The next owner was Oswald Bainbridge, a director of the Blackwell, Bolsover, New Hucknall, Newbiggin, Wharncliffe, Silkstone, West Mickley and Princeton Colliery Companies. Sadly, Mr Bainbridge died in 1915 at the age of 36 from injuries sustained in a fox hunting accident the previous year and his widow, Hermione, inherited the estate.

By 1920, the hall had a new owner - Sir Albert James Bennett - who took up residence in 1920. Born in South America, Sir Albert moved to England just before the First World War. In addition to his career  in the nitrate and mining industries, he took a keen interest in politics, acting as Member of Parliament for Mansfield from 1922-1923 and Nottingham Central from 1924-1930. He was created first baronet of Kirklington in 1929 but shortly after, bankruptcy forced him to resign his Parliamentary seat and sell his home. The Kirklington estate, together with Hockerton, were put up for sale at the end of 1929.

The sale catalogue gives us a detailed tour of the accommodation on offer. The front hall had a decorated plaster ceiling (divided into panels by carved oak beams), oak panelled walls and a carved oak chimney-piece. Other ground floor rooms included a library with fitted bookcases, billiards room, drawing room and dining room - all panelled in oak with parquet flooring. By contrast, the drawing room was decorated “in the graceful style of the Adam period” and had a ceiling with delicately modelled plaster oval panels, a cornice decorated with swags and pediments, and an Adam style fireplace with centre panel depicting children at play. Many of the reception rooms had doors leading directly to the verandah and pleasure grounds.

The oak staircase led to seven “best” bedrooms, a dressing room, and three bathrooms. Curiously, one of the bathrooms had direct access to the billiards room below, via a spiral staircase. There were five guest bedrooms and – shut off by a swing door - a suite of servants’ rooms, comprising maid’s pantry, heated linen room, servants’ bathroom, flower room, housemaid’s sitting room, cook’s bedroom and six further bedrooms.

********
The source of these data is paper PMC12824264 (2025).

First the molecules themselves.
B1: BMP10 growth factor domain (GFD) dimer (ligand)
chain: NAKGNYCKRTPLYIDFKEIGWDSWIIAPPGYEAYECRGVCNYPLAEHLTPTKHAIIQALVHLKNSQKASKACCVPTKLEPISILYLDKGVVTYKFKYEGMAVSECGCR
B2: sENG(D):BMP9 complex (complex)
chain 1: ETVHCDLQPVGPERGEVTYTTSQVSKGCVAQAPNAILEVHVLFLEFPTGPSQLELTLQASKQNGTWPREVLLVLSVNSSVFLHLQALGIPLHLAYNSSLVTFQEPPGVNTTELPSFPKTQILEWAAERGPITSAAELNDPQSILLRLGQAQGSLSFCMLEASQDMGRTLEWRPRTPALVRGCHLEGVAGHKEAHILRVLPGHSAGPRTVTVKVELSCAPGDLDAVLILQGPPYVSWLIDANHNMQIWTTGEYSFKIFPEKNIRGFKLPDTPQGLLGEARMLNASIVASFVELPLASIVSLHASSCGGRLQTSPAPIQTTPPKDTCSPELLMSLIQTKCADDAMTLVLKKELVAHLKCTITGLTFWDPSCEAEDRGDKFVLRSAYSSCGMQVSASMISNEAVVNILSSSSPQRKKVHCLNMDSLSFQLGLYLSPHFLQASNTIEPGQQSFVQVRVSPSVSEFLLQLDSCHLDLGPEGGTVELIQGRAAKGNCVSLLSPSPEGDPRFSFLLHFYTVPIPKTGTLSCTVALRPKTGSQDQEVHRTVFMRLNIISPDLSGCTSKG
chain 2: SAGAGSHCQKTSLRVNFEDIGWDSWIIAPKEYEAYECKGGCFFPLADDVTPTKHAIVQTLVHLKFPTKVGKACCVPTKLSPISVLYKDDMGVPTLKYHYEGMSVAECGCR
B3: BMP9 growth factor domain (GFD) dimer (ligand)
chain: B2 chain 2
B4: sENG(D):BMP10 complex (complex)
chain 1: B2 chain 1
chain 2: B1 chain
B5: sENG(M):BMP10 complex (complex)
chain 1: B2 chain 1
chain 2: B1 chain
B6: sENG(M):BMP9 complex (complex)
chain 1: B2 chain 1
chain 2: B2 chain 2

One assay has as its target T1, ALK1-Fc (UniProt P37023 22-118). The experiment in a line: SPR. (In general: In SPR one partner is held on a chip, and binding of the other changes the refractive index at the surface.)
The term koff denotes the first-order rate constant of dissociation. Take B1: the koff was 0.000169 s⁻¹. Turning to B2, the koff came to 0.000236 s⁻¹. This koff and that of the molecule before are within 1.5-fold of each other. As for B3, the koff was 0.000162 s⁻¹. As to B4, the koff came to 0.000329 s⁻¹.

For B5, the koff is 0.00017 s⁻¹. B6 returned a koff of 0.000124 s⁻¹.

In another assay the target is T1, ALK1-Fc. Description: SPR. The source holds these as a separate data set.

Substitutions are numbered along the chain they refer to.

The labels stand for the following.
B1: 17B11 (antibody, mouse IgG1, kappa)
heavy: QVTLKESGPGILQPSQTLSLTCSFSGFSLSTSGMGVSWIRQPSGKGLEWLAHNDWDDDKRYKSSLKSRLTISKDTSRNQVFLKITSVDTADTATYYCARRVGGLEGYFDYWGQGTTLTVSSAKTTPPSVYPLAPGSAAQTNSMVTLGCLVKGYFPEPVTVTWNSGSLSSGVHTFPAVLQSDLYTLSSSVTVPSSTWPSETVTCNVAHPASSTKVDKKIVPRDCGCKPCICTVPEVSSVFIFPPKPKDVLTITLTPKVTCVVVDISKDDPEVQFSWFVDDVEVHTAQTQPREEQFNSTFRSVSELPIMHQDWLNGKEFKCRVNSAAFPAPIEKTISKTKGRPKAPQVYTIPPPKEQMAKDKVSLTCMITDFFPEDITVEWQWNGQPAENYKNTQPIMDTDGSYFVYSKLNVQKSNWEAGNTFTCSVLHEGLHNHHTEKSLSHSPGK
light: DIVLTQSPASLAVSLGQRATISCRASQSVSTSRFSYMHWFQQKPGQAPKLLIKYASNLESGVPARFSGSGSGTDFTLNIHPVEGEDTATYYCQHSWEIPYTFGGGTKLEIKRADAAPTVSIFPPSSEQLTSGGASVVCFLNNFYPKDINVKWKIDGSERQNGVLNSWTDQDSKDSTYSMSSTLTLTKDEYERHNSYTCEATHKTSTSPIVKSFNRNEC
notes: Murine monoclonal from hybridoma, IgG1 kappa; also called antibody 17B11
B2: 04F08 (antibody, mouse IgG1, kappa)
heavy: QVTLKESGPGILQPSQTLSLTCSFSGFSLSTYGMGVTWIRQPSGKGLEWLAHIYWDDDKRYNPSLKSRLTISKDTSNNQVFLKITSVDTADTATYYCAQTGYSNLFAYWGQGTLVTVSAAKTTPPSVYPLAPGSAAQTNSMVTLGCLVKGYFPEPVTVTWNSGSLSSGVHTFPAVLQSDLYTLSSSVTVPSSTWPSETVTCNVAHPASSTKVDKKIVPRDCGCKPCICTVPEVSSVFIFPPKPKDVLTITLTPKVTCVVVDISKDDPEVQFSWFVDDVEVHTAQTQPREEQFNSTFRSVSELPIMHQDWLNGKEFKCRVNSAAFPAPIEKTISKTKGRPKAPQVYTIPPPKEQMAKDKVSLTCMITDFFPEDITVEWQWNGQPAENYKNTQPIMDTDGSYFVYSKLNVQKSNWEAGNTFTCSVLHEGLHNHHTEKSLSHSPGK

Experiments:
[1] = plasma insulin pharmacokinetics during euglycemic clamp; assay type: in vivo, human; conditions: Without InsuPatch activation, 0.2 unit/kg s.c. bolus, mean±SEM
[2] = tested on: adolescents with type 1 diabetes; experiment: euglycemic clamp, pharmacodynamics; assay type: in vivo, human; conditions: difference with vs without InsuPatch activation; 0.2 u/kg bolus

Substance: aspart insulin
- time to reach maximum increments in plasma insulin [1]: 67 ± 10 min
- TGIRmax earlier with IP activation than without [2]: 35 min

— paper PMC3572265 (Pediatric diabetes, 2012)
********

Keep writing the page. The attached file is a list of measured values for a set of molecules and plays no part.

The “domestic offices” were very extensive and remind us that an army of servants was required to run a country house of this size.  Rooms included the butler’s pantry, housekeeper’s room, and kitchen. Adjoining this was the gun room (with footman’s bed over), log shed, brushing room, cycle house, coal shed (capacity approximately 20 tons), and boiler house (with “Robin Hood” boiler).

In addition to the crescent-shaped lake, other features of the pleasure grounds included thatched sheds, summerhouses, sunken garden with lily pond and fountains, tennis and squash courts, two kitchen gardens, five greenhouses, gardener’s bothy, stabling, groom’s cottage, heated garage.

The hall was purchased by Lady Eveline Maude Robinson, widow of Sir John Robinson, founder and chairman of the Home Brewery Company and celebrated racehorse breeder. She herself was a successful breeder of Aberdeen Angus cattle and won many championships.

 

The Second World War and after

Like many large houses, Kirklington Hall was requisitioned during the Second World War, forcing Lady Robinson to retreat to a small suite of rooms.

After her death in 1944, the Kirklington estate was put up for sale in July the following year. Kirklington Farms Ltd purchased the hall for £24,500 but soon sold it on, to the Anglo-Iranian Oil Company (later British Petroleum) in 1946. The company - a subsidiary of the D’Arcy Exploration Company which had developed the oil field at nearby Eakring - used the hall as a production and geophysical research centre. The company made improvements to the house by installing oil-fired central heating and an electrically equipped kitchen.